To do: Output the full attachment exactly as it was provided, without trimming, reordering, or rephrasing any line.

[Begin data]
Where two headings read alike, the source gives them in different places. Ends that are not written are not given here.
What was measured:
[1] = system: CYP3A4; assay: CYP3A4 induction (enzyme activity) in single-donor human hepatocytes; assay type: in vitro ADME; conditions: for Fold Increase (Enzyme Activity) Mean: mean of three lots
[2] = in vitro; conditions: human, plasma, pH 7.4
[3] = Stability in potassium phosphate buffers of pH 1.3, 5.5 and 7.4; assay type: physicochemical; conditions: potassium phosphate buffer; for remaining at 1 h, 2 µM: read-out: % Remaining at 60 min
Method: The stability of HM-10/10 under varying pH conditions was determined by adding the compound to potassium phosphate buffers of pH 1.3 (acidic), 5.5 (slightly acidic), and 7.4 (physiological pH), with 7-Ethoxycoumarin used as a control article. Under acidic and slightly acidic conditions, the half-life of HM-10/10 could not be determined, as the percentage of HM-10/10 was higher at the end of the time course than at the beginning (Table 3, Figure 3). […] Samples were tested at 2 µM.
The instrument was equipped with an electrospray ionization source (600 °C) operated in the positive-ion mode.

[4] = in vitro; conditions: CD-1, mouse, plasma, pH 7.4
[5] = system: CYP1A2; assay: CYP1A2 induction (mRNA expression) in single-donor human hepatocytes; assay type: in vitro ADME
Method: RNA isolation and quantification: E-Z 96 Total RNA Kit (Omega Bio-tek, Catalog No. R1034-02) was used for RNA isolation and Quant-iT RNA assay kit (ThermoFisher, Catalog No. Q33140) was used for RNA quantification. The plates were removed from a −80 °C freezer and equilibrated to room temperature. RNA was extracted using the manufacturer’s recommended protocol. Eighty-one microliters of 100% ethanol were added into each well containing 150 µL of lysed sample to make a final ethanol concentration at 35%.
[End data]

Where two headings read alike, the source gives them in different places. Ends that are not written are not given here.
What was measured:
[1] = system: CYP3A4; assay: CYP3A4 induction (enzyme activity) in single-donor human hepatocytes; assay type: in vitro ADME; conditions: for Fold Increase (Enzyme Activity) Mean: mean of three lots
[2] = in vitro; conditions: human, plasma, pH 7.4
[3] = Stability in potassium phosphate buffers of pH 1.3, 5.5 and 7.4; assay type: physicochemical; conditions: potassium phosphate buffer; for remaining at 1 h, 2 µM: read-out: % Remaining at 60 min
Method: The stability of HM-10/10 under varying pH conditions was determined by adding the compound to potassium phosphate buffers of pH 1.3 (acidic), 5.5 (slightly acidic), and 7.4 (physiological pH), with 7-Ethoxycoumarin used as a control article. Under acidic and slightly acidic conditions, the half-life of HM-10/10 could not be determined, as the percentage of HM-10/10 was higher at the end of the time course than at the beginning (Table 3, Figure 3). […] Samples were tested at 2 µM.
The instrument was equipped with an electrospray ionization source (600 °C) operated in the positive-ion mode.

[4] = in vitro; conditions: CD-1, mouse, plasma, pH 7.4
[5] = system: CYP1A2; assay: CYP1A2 induction (mRNA expression) in single-donor human hepatocytes; assay type: in vitro ADME
Method: RNA isolation and quantification: E-Z 96 Total RNA Kit (Omega Bio-tek, Catalog No. R1034-02) was used for RNA isolation and Quant-iT RNA assay kit (ThermoFisher, Catalog No. Q33140) was used for RNA quantification. The plates were removed from a −80 °C freezer and equilibrated to room temperature. RNA was extracted using the manufacturer’s recommended protocol. Eighty-one microliters of 100% ethanol were added into each well containing 150 µL of lysed sample to make a final ethanol concentration at 35%.